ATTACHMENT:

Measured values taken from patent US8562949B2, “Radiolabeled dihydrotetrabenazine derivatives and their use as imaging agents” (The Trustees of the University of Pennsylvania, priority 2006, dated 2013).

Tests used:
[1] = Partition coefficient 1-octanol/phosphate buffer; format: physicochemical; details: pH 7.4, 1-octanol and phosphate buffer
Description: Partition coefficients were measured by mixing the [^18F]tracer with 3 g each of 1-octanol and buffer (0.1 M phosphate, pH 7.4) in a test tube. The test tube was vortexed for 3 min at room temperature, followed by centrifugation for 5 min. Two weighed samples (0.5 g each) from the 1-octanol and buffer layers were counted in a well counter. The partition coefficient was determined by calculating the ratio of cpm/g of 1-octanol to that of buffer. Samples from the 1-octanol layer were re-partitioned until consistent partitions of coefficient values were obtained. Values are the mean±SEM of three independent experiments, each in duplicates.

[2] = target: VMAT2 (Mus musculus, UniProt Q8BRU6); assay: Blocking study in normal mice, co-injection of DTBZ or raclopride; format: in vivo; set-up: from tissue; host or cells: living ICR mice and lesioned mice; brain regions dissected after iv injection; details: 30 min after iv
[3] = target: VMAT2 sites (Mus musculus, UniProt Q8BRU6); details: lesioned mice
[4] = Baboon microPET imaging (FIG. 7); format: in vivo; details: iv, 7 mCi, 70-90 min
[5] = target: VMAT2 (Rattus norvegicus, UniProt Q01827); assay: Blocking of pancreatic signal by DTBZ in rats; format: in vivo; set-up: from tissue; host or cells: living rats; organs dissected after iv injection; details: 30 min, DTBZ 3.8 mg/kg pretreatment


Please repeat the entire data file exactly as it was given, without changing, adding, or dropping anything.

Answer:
Measured values taken from patent US8562949B2, “Radiolabeled dihydrotetrabenazine derivatives and their use as imaging agents” (The Trustees of the University of Pennsylvania, priority 2006, dated 2013).

Tests used:
[1] = Partition coefficient 1-octanol/phosphate buffer; format: physicochemical; details: pH 7.4, 1-octanol and phosphate buffer
Description: Partition coefficients were measured by mixing the [^18F]tracer with 3 g each of 1-octanol and buffer (0.1 M phosphate, pH 7.4) in a test tube. The test tube was vortexed for 3 min at room temperature, followed by centrifugation for 5 min. Two weighed samples (0.5 g each) from the 1-octanol and buffer layers were counted in a well counter. The partition coefficient was determined by calculating the ratio of cpm/g of 1-octanol to that of buffer. Samples from the 1-octanol layer were re-partitioned until consistent partitions of coefficient values were obtained. Values are the mean±SEM of three independent experiments, each in duplicates.

[2] = target: VMAT2 (Mus musculus, UniProt Q8BRU6); assay: Blocking study in normal mice, co-injection of DTBZ or raclopride; format: in vivo; set-up: from tissue; host or cells: living ICR mice and lesioned mice; brain regions dissected after iv injection; details: 30 min after iv
[3] = target: VMAT2 sites (Mus musculus, UniProt Q8BRU6); details: lesioned mice
[4] = Baboon microPET imaging (FIG. 7); format: in vivo; details: iv, 7 mCi, 70-90 min
[5] = target: VMAT2 (Rattus norvegicus, UniProt Q01827); assay: Blocking of pancreatic signal by DTBZ in rats; format: in vivo; set-up: from tissue; host or cells: living rats; organs dissected after iv injection; details: 30 min, DTBZ 3.8 mg/kg pretreatment